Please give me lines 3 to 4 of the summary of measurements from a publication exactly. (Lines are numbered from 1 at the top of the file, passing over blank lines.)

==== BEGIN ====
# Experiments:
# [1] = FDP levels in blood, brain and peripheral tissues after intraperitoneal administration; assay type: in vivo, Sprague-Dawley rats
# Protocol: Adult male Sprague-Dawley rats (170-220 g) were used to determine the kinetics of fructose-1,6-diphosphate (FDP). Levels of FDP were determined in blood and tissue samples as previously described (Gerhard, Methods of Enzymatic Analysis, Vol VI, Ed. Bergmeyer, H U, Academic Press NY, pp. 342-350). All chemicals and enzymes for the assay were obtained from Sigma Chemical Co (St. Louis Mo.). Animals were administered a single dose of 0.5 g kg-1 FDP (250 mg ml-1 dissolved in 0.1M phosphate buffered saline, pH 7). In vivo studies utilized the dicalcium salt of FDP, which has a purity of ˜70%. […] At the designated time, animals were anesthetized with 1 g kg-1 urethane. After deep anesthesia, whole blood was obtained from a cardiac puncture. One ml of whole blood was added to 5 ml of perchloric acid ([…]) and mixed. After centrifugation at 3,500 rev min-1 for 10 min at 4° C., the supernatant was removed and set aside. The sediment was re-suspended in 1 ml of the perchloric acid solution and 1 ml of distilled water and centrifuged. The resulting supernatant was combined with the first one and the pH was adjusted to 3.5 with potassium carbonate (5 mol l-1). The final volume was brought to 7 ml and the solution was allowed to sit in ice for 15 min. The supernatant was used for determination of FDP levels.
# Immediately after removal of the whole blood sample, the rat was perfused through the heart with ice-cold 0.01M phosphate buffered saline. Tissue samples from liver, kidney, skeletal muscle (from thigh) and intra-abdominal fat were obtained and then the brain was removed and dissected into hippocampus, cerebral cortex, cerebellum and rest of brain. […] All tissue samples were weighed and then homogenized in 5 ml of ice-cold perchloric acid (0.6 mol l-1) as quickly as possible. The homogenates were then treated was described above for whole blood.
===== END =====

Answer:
# Protocol: Adult male Sprague-Dawley rats (170-220 g) were used to determine the kinetics of fructose-1,6-diphosphate (FDP). Levels of FDP were determined in blood and tissue samples as previously described (Gerhard, Methods of Enzymatic Analysis, Vol VI, Ed. Bergmeyer, H U, Academic Press NY, pp. 342-350). All chemicals and enzymes for the assay were obtained from Sigma Chemical Co (St. Louis Mo.). Animals were administered a single dose of 0.5 g kg-1 FDP (250 mg ml-1 dissolved in 0.1M phosphate buffered saline, pH 7). In vivo studies utilized the dicalcium salt of FDP, which has a purity of ˜70%. […] At the designated time, animals were anesthetized with 1 g kg-1 urethane. After deep anesthesia, whole blood was obtained from a cardiac puncture. One ml of whole blood was added to 5 ml of perchloric acid ([…]) and mixed. After centrifugation at 3,500 rev min-1 for 10 min at 4° C., the supernatant was removed and set aside. The sediment was re-suspended in 1 ml of the perchloric acid solution and 1 ml of distilled water and centrifuged. The resulting supernatant was combined with the first one and the pH was adjusted to 3.5 with potassium carbonate (5 mol l-1). The final volume was brought to 7 ml and the solution was allowed to sit in ice for 15 min. The supernatant was used for determination of FDP levels.
# Immediately after removal of the whole blood sample, the rat was perfused through the heart with ice-cold 0.01M phosphate buffered saline. Tissue samples from liver, kidney, skeletal muscle (from thigh) and intra-abdominal fat were obtained and then the brain was removed and dissected into hippocampus, cerebral cortex, cerebellum and rest of brain. […] All tissue samples were weighed and then homogenized in 5 ml of ice-cold perchloric acid (0.6 mol l-1) as quickly as possible. The homogenates were then treated was described above for whole blood.